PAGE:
We hope you all have been enjoying this summer’s batch of reading suggestions! This week’s list comes from Pomegranate Books in Wilmington. The staff has provided us with some adventurous and heart-warming books perfect for your summer reading pleasure.
Scroll down for more information about Pomegranate Books, and leave your own reading list suggestions in the comments section at the end of this page.
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Here if You Need Me by Kate Braestrup
This title is a perennial favorite. Braestrup, widowed mother of four, decides to become a police chaplain to honor her late husband, a Maine State Trooper. Instead, she becomes a chaplain to the Maine game warden service, helping those who perform search and rescue, and comforting family members waiting for news. Her singular voice gives us a new look at the park rangers we will see throughout our summer travels.
The Long Exile: A Tale of Inuit Betrayal and Survival in the High Arctic by Melanie McGrath
Sometimes reading about colder climates helps us cool off on a steamy summer’s day. This book is a meticulously researched, grippingly told account. McGrath uses the film Nanook of the North as a focal point to explore the forced relocation of a group of Inuit families to an area north of the Arctic Circle in an effort by Canada to establish mineral rights. Having lived with the Inuit, McGrath conveys people’s unique culture, including a sense of time radically different from our own.
Along the Watchtower by Constance Squires
Squires has been compared to Pat Conroy, and she covers some of the same territory in this coming-of-age novel about Lucinda, the feisty and observant eldest daughter in a military family stationed in Germany. Faced with the isolation of a strange place and the pressures of family strife, Lucinda uses popular music to forge bonds and find solace. This debut novel highlights the fact that entire families are involved in service to our country.
Night Train by Clyde Edgerton
In this short, powerful novel, Edgerton once again allows the reader to inhabit the rural South and hear (no, actually know) its residents. In this case, it is 1963, and we meet Dwayne Hallston and Larry Lime Nolan, two teens divided by race but brought together by their love of music and their belief in its power to change lives. Edgerton handles his characters with his signature humor and compassion in this moving and profound tale.
Still Life With Chickens by Catherine Goldhammer
This memoir is rich and satisfying, full of humor and honesty. Goldhammer, recently separated from her husband, moves from an affluent life in coastal New England to a new, rural existence by the sea with her 12-year-old daughter and the 6 chickens her daughter convinces her to buy. As they adapt to their new life, transform a shabby cottage and property into a beloved home, and tend to their flock, they face their many changes and challenges with an abundance of love and hope. Beautifully written.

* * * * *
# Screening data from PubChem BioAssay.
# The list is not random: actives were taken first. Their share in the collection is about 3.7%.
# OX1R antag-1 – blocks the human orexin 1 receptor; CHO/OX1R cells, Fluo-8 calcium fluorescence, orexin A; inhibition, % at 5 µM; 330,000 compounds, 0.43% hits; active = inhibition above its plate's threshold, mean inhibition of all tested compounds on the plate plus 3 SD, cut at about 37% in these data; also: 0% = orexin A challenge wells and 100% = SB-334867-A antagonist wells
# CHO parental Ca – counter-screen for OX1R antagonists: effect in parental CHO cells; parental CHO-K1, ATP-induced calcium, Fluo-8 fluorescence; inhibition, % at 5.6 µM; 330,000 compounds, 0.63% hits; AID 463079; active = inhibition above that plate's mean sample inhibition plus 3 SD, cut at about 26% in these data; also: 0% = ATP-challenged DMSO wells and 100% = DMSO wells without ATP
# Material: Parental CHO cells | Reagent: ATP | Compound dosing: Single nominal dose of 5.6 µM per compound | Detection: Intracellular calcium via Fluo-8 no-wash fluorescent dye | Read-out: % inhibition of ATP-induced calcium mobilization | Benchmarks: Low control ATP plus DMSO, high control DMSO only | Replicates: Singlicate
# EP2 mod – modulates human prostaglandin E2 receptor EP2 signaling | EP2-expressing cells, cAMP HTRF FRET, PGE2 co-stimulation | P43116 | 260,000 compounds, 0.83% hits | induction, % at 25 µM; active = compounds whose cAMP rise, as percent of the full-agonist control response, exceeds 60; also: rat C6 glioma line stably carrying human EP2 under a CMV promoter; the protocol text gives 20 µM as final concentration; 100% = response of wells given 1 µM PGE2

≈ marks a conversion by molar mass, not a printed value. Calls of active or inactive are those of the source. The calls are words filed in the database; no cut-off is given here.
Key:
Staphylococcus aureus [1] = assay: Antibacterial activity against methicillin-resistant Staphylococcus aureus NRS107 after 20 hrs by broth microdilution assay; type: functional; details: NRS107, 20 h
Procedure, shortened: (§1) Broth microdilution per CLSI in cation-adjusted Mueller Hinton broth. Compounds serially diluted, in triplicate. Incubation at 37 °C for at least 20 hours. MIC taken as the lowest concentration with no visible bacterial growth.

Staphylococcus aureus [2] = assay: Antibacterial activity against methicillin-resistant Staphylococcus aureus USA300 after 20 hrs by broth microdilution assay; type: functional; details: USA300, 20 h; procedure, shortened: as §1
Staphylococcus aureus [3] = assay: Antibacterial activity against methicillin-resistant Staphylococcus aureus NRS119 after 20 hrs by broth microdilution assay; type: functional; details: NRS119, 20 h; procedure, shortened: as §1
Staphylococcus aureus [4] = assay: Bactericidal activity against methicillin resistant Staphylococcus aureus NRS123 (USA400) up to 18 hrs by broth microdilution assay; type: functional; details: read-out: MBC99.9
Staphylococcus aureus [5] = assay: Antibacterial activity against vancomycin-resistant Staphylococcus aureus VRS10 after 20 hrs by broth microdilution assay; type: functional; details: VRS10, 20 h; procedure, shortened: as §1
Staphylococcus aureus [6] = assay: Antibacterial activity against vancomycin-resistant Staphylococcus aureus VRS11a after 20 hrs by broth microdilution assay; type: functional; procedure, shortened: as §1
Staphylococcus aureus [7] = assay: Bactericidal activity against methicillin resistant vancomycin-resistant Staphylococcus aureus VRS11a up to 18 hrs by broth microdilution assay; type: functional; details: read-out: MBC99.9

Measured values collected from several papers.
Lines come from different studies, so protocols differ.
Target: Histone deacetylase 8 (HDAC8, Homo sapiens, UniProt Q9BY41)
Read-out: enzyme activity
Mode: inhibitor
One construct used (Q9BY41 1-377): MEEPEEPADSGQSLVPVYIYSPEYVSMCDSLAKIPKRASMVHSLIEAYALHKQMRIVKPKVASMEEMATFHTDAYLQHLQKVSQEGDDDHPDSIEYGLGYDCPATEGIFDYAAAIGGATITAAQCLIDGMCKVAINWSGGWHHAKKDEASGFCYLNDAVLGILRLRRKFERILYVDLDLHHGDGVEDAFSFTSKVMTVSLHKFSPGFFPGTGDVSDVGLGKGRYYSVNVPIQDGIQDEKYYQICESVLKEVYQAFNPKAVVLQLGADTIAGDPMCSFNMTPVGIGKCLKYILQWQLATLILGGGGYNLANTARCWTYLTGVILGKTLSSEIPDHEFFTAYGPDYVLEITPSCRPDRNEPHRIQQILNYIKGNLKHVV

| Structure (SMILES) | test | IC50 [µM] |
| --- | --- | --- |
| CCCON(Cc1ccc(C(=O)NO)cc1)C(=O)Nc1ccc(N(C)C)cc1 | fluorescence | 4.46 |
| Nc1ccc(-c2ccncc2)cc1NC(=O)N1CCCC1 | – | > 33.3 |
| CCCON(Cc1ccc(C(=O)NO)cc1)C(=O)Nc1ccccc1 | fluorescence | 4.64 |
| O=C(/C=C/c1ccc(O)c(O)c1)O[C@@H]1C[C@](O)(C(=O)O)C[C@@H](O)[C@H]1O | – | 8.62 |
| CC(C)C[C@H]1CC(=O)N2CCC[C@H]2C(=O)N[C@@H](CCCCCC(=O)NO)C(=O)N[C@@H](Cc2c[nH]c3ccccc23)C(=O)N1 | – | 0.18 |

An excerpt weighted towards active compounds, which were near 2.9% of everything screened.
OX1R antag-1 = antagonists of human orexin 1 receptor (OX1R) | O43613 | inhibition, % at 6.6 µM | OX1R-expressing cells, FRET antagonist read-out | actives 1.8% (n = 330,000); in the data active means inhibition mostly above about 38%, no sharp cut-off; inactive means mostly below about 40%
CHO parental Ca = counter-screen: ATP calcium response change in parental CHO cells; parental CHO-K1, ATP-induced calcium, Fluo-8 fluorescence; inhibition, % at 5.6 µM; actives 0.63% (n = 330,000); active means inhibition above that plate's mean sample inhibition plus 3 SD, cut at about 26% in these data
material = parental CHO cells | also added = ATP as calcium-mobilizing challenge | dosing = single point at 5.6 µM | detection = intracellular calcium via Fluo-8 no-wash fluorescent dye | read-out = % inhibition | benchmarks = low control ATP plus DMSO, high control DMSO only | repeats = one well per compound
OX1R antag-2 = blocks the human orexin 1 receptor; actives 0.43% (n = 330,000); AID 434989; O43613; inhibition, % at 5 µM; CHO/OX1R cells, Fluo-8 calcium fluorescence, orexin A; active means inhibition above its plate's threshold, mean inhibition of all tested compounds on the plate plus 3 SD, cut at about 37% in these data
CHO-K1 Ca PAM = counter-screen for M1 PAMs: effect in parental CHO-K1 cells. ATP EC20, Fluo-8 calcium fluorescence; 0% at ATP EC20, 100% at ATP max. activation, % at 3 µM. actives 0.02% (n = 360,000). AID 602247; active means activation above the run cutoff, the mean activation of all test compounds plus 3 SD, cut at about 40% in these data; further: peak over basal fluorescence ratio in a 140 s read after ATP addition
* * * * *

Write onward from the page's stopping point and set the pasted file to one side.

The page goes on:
Pure Sea Glass: Discovering Nature’s Vanishing Gems by Richard LaMotte, with photographs by Celia Pearson
Not just for avid beachcombers and collectors of sea glass, this book has wide appeal for its gorgeous color photographs by Celia Pearson, as well as for the wealth of information on finding and identifying these “gems” from the sea. LaMotte, one of the foremost experts on sea glass, shares his passion and knowledge, including information on the bottles and other glassware that are the sources of the shards.
The Sixteen Pleasures by Robert Hellenga
Take an armchair vacation to Italy with this wonderful novel. Margot Harrington, a 29-year-old American, goes to Florence to use her bookbinding expertise to help restore valuable books damaged in the floods during the summer of 1966. There are portrayals of adventure, romance, mystery, lots of art history, books, and an immersion in details of the aftermath of the flooding in Florence. This is the kind of book you finish and immediately give to a friend.
Smidgens: Bits and Pieces of a Southern Family’s Life by Becky Shuford
It is clear that Becky Shuford considers hosting a gathering to be a gift bestowed on visiting friends. She shares this sense of hospitality in Smidgens, a collection of recipes, guidelines for entertaining and charming family stories. A great housewarming or bridal shower gift and a wonderful addition to your cooking and entertaining collection.
Granta 115: The F Word (Feminism)
Those of you who got a chuckle hearing Helen Simpson reading from “Night Thoughts” on NPR will enjoy reading the entire piece of imagined male-female role reversal. The rest of this issue offers a stellar roster of writers (Louise Erdrich, Francine Prose, A.S Byatt, Jeanette Winterson), as well as poets and visual artists. It’s great fun to pick and choose among the entries, depending on your mood. Eudora Welty’s classic, “Gentlemen” is the icing on the cake.
About Pomegranate Books
Pomegranate Books is an independent bookstore located in the historic Borkenhagen House in the Winter Park neighborhood of Wilmington North Carolina. It is celebrating five years of finding good homes for great books. It has a carefully selected collection of literary and life-enhancing titles for all ages and offers locally made cards and gift items.
This tiny city block in downtown Greensboro once had a gigantic reputation. Not so much for its charbroiled beef patties — though they, too, were plentiful — but for its colorful characters and their wild shenanigans.
In the 1950s, as Americans hit freshly paved roads in shiny new cars during the postwar boom, a new kind of restaurant took shape: the drive-in. From those first thin patties to the elaborate gourmet hamburgers of today, North Carolina has spent the past 80 years making burger history.